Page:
The Cuirassiers work like a finely tuned machine, maneuvering with speed and precision around marshy ground and smashing into the flank. The Prussians try to defend in square but Essault brought up a battery and metal death is poured into the squares until collapse. Within 2 hours the Prussians attacking from Stammberg are utterly defeated and return to the city. Tzauren, the replacement for General-Oberst Naurenberg captured at Wahnberg, is wounded and captured as well. Gifferd also receives a light wound but manages to get behind the walls with his fleeing troops.

Pivoting to the right from our position we can see that the other Prussian pincer is far from their target still. Atrocious command rolls are not the only reason. Le Contre, determined to redeem himself relentlessly harasses the tip of the column with his Legeré and Hussars.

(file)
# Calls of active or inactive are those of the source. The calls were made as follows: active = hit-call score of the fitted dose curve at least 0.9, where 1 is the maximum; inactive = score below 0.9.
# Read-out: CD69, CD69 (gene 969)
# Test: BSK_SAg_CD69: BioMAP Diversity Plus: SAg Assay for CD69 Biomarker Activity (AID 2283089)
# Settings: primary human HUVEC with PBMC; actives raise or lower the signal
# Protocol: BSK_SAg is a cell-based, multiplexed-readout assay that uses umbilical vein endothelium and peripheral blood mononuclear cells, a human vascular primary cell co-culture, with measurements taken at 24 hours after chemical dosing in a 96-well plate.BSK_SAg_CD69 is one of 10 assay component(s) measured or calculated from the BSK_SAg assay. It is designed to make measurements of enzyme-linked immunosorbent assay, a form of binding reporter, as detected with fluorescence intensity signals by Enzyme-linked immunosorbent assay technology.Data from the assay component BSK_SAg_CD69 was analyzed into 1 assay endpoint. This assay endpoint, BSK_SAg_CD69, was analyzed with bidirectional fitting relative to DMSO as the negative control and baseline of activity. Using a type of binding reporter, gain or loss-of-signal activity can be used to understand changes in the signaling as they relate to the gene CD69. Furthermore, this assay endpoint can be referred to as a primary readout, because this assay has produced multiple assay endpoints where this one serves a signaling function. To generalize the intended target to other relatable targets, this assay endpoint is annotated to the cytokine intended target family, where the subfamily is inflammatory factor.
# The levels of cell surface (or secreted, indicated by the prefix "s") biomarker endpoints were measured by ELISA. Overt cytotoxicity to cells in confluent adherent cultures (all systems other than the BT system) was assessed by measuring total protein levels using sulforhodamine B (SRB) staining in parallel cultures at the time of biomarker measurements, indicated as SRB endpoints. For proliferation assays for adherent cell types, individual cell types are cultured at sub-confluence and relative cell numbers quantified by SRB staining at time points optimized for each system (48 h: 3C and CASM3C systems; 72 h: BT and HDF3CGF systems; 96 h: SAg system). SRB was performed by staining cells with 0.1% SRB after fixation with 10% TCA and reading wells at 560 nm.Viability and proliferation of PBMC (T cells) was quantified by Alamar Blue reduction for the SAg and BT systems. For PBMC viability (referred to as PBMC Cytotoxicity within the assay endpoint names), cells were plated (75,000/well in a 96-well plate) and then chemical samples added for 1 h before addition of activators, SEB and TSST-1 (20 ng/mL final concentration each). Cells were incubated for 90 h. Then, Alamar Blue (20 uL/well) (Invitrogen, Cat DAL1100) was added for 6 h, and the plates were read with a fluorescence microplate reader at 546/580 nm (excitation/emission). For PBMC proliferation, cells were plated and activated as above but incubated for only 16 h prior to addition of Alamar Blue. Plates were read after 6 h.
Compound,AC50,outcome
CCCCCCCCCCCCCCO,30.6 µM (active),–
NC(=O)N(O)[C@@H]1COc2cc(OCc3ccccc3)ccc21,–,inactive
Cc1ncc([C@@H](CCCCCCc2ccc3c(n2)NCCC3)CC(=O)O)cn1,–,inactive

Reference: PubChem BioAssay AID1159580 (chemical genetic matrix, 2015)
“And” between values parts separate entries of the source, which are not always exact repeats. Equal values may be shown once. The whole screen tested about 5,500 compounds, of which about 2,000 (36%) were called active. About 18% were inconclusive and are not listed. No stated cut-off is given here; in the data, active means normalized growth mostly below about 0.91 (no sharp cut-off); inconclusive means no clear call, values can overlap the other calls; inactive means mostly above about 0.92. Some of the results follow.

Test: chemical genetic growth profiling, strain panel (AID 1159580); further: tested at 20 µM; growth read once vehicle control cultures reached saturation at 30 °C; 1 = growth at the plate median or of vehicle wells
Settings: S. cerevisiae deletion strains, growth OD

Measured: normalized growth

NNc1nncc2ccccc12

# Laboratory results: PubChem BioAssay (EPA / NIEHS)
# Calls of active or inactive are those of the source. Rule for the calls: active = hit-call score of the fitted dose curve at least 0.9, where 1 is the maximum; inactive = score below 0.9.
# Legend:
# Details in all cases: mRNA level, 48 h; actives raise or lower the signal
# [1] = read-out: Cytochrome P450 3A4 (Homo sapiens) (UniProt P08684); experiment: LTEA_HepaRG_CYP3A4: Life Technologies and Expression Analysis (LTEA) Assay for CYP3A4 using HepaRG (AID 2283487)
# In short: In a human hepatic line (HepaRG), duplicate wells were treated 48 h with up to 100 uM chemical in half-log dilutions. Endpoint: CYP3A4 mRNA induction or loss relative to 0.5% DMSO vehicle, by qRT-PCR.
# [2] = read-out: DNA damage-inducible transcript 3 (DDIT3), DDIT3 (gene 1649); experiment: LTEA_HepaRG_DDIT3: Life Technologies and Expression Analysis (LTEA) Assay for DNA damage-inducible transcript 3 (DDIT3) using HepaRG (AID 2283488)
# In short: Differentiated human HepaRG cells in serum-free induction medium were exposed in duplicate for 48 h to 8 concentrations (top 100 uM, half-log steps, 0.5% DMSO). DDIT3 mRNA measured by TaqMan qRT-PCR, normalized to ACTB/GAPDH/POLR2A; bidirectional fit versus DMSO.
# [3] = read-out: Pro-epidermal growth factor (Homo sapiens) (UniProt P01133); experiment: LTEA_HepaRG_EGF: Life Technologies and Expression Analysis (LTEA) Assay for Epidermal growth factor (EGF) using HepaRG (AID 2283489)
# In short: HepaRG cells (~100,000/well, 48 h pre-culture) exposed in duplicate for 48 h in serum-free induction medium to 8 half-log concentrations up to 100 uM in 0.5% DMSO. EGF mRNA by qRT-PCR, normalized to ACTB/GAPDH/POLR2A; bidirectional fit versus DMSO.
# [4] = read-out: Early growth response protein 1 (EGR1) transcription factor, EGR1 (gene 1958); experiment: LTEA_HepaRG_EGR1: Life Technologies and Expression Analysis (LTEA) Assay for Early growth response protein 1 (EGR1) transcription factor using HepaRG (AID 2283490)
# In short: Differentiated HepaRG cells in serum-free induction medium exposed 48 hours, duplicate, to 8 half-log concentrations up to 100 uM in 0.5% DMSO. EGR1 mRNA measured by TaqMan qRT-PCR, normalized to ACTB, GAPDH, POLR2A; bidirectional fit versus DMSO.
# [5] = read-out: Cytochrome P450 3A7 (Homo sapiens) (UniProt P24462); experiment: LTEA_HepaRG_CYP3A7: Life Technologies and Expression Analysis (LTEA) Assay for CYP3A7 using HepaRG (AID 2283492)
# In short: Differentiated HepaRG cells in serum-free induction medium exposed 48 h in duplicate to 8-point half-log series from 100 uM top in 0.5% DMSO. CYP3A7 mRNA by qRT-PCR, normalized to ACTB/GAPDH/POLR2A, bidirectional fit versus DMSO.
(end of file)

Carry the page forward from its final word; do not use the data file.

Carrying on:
While the Prussians inching forward Essault organises a blocking force against Stammberg and sends Lumiere to form left of Witteln. Sivet is ordered on a wide flanking move to further hamper Prussian efforts to form up. His riders smash into Hussars from Irl disordered by cannonfire and sweep them away. A Prussian infantry regiment is caught in column but luckily the Cuirassier’s horses are too tired to cause significant damage.

About 5 hours after the first shots fell at Stammberg, the 46th Grenadier regiment breaks an enemy square and Prussian morale breaks with it. The retreat is abrupt and chaotic with many prisoners being taken.

Battle Aftermath

The French literally punched their way to victory. With shock and awe they defeated two Prussian groups in detail. Their losses are therefore light with only 500 wounded and 750 killed for total of 1,250 casualties.

Prussian losses are again staggering. 3,000 wounded and 2,750 killed. A total of 5,750 casualties, among them 1,750 men and General-Oberst Tzauren captured by the French.

Strategical Aftermath